| Greek forward Angelos Charisteas celebrates his goal in the Euro 2004 final against Portugal. (AFP)
Lisbon, July 4 (Reuters): Greece’s extraordinary Euro 2004 odyssey ended in a 1-0 victory over host Portugal in the final today as it was crowned European champions for the first time.
The outsider, which had never previously won a match at a major tournament, lifted the second-most prestigious trophy in the sport thanks to a 57th-minute header by striker Angelos Charisteas.
Greece then showed all the tenacious defending that had taken it further than even its most ardent fans could have dreamed of to hold off Portugal in a frantic final assault.
The victory was a triumph for Greece’s German coach Otto Rehhagel, who turned his adopted country from international also-rans to the cream of the continent in less than three years, in the process becoming the first foreign coach to win either the European Championship or the World Cup.
The result ended the dreams of Portugal, also appearing in their first final, and underlined again that Greece’s victory over the host in the tournament’s first game three weeks ago was no fluke.
Victory over France in the quarter-finals made it the first team to beat the host and the defending champion in the same competition, and Greece reached the final with a superlative team effort against the fancied Czech Republic.
Many thought that gruelling extra-time success on Thursday would leave Greece too drained to compete with the buoyant host nation, which had recovered from that opening blow to hit top form in their charge to the final.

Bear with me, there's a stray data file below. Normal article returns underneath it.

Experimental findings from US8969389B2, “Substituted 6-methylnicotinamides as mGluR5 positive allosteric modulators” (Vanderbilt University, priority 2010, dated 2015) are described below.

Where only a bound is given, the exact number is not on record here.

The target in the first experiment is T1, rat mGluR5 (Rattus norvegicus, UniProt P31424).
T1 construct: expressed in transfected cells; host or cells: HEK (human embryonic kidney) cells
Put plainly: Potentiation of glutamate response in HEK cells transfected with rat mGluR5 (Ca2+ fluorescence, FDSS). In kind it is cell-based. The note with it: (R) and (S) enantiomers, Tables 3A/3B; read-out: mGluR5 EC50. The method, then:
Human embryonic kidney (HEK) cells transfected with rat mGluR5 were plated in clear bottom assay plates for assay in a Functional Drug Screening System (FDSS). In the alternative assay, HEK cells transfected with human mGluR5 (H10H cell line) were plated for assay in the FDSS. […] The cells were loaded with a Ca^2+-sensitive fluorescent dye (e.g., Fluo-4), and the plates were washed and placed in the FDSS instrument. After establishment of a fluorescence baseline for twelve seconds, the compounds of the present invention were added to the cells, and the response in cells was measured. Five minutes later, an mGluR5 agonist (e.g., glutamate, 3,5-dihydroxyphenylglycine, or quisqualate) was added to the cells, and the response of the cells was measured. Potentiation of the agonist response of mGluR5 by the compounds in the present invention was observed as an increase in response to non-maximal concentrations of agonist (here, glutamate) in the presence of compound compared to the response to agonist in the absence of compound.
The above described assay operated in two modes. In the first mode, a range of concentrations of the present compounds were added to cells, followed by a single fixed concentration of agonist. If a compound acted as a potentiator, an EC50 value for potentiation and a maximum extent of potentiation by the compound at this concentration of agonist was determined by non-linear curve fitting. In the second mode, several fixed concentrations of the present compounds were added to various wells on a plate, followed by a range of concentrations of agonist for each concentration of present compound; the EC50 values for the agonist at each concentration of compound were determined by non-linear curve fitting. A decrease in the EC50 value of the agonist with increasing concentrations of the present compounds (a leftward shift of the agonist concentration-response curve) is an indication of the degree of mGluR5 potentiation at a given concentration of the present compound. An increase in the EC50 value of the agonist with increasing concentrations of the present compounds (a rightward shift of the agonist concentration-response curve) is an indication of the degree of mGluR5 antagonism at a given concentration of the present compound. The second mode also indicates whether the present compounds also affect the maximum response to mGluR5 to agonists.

But as others now watching from home have found, Greece, with its tactical discipline, strength and formidable work-rate have developed into a fearsomely difficult side to break down.
Off-target shots by defender Miguel and Maniche were all Portugal had to show for its effort in a scrappy first half, while goalkeeper Ricardo had to react smartly to smother at the feet of Charisteas in a rare Greek foray.
It was a half short of quality, though the massed ranks of around 15,000 Greek fans seemed unconcerned as they did their best to negate Portugal’s home advantage with a constant barrage of noise.
The blue-and-white decibel level went off the scale in the 57th minute, however, when Greece took the lead.
A driving run by fullback Yourkas Seitaridis earned Greece its first corner of the match and when Angelos Basinas delivered it into the goalmouth, Charisteas outjumped the flailing Ricardo to power his header into the net.
The striker, who also headed the goal that knocked out France, was immediately buried under a mass of celebrating players but Greece was quickly back on the defensive.
Cristiano Ronaldo and Luis Figo both fired in firm low shots as Portugal, which had managed at least one goal in their previous 13 matches, upped the pace.
Ronaldo shot over again from close range in the 74th minute as substitute Rui Costa added extra invention to the home attack.
But, as it had so often during the tournament, Greece withstood it all to take the title.
Before the match began, Lisbon turned into a sea of red and green. Tens of thousands of Portuguese soccer fans took to the streets of the capital from midday, chanting and honking horns. Portuguese television followed live the passage of the team bus to the Luz stadium through cheering crowds.
Thousands of Greek fans had flown over for the game in the 65,000-capacity stadium.